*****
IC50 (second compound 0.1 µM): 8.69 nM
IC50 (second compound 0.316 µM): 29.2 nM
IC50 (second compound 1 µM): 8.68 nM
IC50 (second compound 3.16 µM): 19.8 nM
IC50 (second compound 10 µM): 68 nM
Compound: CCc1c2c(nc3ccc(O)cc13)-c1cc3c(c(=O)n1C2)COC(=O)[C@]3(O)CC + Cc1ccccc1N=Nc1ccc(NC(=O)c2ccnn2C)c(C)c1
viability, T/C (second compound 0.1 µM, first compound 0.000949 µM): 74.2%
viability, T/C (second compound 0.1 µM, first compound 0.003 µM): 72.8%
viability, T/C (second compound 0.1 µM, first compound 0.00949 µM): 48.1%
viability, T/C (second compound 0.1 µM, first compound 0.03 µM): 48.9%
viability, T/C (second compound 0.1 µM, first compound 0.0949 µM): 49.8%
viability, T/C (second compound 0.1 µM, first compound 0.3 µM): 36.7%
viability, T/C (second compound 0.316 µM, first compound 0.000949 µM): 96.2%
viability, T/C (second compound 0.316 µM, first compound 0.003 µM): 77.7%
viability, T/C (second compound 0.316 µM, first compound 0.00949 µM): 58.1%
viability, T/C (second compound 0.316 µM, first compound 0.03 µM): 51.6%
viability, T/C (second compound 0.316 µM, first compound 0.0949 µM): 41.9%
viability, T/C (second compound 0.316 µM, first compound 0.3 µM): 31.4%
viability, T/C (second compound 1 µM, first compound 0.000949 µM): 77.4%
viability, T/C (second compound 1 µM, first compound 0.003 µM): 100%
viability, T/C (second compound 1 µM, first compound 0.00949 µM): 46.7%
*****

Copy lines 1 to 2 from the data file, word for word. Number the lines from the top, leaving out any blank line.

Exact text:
IC50 (second compound 0.1 µM): 8.69 nM
IC50 (second compound 0.316 µM): 29.2 nM